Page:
Mughal Persian Poetry and Persianate Cultures

    Mughal Persian Poetry and Persianate Cultures

    Episode 442 with Sunil Sharmahosted by Shireen Hamza and Naveena Naqvi Download the podcast Feed | iTunes | GooglePlay | SoundCloud In this episode, Professor Sunil Sharma shares his research on the cast of poets who wrote Persian poetry in India, and the poetic idea of Mughal India as a paradise, or an “Arcadia.” (He also shares some excerpts of this lovely poetry with us!) We discuss how specific regions, like Kashmir, became a hot new topic in Persian poetry, and explore the kinds of competitions that emerged between poets from different places across a broader “Persianate” world. The courtly environments in which these poets found patronage were multilingual and multiracial environments — where someone could enjoy poetry in Persian, Braj Bhasha, Hindavi and Chaghatai Turkish — but in this time, Persian poetry was what got you a job. By studying both poetry and painting, he reflects on the racial differences mentioned by poets, especially the initial difference between those born in India and those who had migrated from Iran and were “native speakers” of Persian. Finally, we discuss different meanings of the term “Indo-Persian,” in the study of the centuries that Persian was used as a language of governance, literature and science in India. « Click for More »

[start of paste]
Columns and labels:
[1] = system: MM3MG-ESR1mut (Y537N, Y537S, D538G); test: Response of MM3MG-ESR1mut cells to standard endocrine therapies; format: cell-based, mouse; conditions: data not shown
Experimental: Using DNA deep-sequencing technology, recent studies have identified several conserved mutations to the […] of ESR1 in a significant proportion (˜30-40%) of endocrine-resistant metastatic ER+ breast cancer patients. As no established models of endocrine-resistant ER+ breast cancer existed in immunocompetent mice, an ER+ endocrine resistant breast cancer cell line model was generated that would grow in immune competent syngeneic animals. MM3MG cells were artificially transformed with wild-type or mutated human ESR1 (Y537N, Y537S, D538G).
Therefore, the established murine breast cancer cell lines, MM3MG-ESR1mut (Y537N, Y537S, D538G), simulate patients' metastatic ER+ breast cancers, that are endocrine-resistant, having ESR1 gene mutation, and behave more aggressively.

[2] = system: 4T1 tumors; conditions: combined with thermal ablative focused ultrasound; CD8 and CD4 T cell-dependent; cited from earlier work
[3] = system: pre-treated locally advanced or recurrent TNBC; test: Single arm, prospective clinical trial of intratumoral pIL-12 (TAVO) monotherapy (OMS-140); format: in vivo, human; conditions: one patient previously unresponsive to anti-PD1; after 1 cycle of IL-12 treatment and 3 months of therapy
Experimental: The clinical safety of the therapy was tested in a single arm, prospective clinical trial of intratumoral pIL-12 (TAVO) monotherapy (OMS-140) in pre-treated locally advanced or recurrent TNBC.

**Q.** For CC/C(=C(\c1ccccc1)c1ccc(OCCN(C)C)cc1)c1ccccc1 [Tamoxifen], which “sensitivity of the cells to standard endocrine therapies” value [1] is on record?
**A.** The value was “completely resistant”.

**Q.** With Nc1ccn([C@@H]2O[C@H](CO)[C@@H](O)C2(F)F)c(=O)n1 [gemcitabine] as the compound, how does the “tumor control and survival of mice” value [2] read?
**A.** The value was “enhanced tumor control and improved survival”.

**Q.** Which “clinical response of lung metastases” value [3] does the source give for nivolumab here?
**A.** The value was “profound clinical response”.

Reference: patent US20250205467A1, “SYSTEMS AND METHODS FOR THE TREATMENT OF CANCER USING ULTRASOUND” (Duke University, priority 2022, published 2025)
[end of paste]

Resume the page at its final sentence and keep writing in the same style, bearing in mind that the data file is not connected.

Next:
Language, Power, and Law in the Ottoman Empire

    Language, Power, and Law in the Ottoman Empire

    Episode 441 with Heather Fergusonhosted by Zoe Griffith Download the podcast Feed | iTunes | GooglePlay | SoundCloud In this episode, historian Heather Ferguson takes us behind the scenes of early modern Ottoman state-making with a discussion of her recent book The Proper Order of Things. We discuss how the architecture of Topkapı palace, the emergence of new bureaucratic practices, and the administration of space from Hungary to Lebanon projected early modern discourses of “order” that were crucial to imperial legitimacy, governance, and dissent. Heather also offers rare insights into the challenges, vulnerabilities, and victories of transforming a dissertation into a prize-winning book manuscript. « Click for More »

    Ottoman Children and the First World War

    Ottoman Children and the First World War

    Episode 440 with Nazan Maksudyanhosted by Chris Gratien Download the podcast Feed | iTunes | GooglePlay | SoundCloud Children are often imagined as victims of war or passive bystanders. But in this episode, Nazan Maksudyan is back on the program to talk about how the First World War looked through the eyes of Ottoman children and their lives as historical actors during and after the conflict. We explore the experience of child workers and the many situations faced by children throughout the war, and we also explore the themes of survival and resilience as expressed in the experience of children, especially Ottoman Armenians. We also discuss the challenges of writing amid a tumultuous period for Turkey and an experience of exile.  « Click for More »